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I'm currently working on a site for a friend, converting a google sheet to a webpage (to reduce the time it takes to modify the spreadsheets and apply them to all users).

One particular page is currently in a Google Sheet form, since the main purpose is to serve as a way of 'tracking' users. There's a lot of data that the user can modify (500+ rows).

Each spreadsheet is the same for each user, but some users may be further along in the process of completion.

Once this page is functional, I want the client to be able to go in and add more rows to the page with as much ease as possible. They are fairly technical, but I still want to make it as easy as possible since adding more rows will occur pretty frequently.

My question is: Would it make more sense to make a large and manually add the elements (hardcode them), or have the rows populated via JavaScript?

Example of hardcoded rows:

<tr class="row-minor">
    <td class="col-lg-2 points-col-minor">100</td>
    <td class="col-lg-6 task-col-minor">Complete task 1</td>
    <td class="col-lg-2 hours-minor">5</td>
    <td class="col-lg-2 completed-no">No</td>
</tr>

I could copy and use this format 500+ times, and have the client just use this whenever they wanted to add new rows. Copy and pasting would be simple enough.

Example of JavaScript populated:

JsonObj = {
    "row": {
        "points": 100,
        "task": "Complete task 1",
        "hours": 5,
        "completed": "no",
    },
}
.
.
.
// code to generate table rows from JsonObj

Would generating 500+ rows each time the user visits this page be very visible or cause a lot of page latency? The user would, on average, visit this page a few times per day (long sessions).

Edit: I could also possibly do this via php. Not sure if this would make anything easier, though.

I'm leaning towards generating them so that there isn't tedious errors of copying code over and over, and adding things to a JSON object is much easier for the client and much more readable, but I'm curious what you all think is "better practice".

Thanks!

  • big tables can be problematic even in modern browsers. I suggest you have a + button that adds a row – Ewan Apr 21 '17 at 7:31
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For tabular data in a webpage, I'd suggest trying Datatables (https://datatables.net/).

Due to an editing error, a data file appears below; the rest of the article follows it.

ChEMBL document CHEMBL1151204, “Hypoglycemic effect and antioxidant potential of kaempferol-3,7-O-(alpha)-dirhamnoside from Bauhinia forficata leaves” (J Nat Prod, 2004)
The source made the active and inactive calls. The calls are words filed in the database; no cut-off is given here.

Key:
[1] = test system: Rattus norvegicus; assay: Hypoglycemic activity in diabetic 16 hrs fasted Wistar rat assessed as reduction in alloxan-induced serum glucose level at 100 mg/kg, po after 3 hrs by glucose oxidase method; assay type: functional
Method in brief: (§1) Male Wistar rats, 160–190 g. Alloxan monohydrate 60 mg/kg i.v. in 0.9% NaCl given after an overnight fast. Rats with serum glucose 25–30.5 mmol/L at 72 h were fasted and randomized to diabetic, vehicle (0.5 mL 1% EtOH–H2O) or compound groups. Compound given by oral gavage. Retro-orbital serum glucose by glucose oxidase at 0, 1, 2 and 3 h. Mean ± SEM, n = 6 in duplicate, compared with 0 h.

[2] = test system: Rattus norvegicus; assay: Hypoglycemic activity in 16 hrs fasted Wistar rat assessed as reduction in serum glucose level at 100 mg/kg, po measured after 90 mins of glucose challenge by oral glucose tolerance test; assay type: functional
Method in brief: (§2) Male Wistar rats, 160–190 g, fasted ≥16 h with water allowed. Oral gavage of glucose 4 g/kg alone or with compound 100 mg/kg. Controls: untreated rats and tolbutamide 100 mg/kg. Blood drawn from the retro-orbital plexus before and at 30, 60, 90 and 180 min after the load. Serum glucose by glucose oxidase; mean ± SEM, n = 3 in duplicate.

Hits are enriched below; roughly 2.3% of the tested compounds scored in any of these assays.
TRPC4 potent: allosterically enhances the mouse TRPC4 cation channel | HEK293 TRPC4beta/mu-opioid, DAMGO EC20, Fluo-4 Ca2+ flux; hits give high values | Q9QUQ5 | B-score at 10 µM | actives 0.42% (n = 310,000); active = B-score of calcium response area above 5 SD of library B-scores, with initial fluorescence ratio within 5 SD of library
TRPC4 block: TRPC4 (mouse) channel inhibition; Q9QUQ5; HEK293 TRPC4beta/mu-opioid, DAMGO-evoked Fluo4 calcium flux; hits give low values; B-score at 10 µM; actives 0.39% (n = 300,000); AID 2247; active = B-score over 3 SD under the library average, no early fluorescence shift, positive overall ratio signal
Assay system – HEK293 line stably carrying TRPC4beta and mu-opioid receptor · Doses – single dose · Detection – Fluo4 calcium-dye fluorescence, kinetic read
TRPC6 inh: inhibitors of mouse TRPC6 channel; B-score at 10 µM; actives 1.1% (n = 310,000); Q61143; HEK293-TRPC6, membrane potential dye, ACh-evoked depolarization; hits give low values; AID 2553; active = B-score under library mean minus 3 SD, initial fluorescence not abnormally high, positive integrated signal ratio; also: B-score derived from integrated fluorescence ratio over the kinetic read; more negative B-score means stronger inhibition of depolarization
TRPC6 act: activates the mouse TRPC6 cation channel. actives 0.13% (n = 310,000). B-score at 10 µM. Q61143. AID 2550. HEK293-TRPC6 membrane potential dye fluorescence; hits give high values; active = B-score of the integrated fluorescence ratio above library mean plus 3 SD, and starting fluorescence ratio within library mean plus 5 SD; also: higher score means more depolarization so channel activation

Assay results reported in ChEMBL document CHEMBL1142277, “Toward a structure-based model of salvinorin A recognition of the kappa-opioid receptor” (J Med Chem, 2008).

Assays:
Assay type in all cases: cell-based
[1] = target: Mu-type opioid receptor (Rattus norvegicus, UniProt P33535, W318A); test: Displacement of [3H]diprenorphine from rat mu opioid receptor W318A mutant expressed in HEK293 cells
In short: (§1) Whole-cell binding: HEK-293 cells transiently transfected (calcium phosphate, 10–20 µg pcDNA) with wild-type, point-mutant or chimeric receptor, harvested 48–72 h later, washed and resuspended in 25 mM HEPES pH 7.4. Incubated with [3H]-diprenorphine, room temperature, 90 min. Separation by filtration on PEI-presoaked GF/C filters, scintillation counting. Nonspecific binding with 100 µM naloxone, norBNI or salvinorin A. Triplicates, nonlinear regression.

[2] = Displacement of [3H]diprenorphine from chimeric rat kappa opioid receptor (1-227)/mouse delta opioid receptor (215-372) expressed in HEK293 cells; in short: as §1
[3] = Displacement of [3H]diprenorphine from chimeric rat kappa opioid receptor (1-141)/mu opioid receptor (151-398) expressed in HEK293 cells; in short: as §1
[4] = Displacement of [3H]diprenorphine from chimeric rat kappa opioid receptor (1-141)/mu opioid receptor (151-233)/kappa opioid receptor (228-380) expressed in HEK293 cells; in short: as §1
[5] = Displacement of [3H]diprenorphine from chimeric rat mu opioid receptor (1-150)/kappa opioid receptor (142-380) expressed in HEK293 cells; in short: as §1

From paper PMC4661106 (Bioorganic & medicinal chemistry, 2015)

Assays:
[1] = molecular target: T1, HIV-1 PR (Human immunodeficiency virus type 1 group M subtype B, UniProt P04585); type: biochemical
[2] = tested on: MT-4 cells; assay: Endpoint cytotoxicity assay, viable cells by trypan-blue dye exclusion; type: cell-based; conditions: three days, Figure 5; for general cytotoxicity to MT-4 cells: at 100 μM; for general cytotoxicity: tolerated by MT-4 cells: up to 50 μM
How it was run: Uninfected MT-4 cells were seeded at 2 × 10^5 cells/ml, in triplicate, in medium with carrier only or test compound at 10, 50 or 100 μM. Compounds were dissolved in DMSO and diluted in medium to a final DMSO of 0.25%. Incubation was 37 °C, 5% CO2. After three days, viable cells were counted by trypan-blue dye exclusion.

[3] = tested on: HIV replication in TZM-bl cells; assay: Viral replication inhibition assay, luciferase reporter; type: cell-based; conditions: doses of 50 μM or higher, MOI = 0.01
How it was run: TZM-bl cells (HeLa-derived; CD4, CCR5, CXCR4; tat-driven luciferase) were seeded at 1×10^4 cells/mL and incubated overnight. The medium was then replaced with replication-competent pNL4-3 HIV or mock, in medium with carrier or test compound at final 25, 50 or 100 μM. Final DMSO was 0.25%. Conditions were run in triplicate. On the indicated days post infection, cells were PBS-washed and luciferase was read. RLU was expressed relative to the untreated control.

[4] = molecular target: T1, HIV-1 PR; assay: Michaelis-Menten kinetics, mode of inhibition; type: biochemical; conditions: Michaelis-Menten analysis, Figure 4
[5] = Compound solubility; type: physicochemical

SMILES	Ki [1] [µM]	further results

I have used it several times to present JSON data returned from an API (so, I'm rendering client-side). Datatables performs really well and wouldn't have any issues with several hundred rows. I only started seeing rendering issues when I tried a kind of load test with about 10,000 rows in a single list. If you switched to a paged view, it can easily handle 10,000 rows of data on 500 row chunks.

The initialisation of the table exposes several areas to quickly configure how the table is present and works.

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Generate the initial page on the server. That way the creating of the rows, won't be visible and the page will load all rows, already created. Then the client won't need to compile and run your Javascript code, to finally view the table.

After the page is loaded add the new rows with Javascript, on the client side, and let the users save their progress. On save, send all the information to the server, check for differences and save them to your database.

You could add an autosave functionality, if the sessions are going to be very long. This could be accomplished with repeating a Javascript function at certain intervals and sending an AJAX request to the server, or a corresponding API.

If the pages are going to be very long and you have the time, one thing that could be better, instead of sending all the information to the server, to be verified and to find differences about it. Track only the changes with Javascript and send them to the server to be applied.

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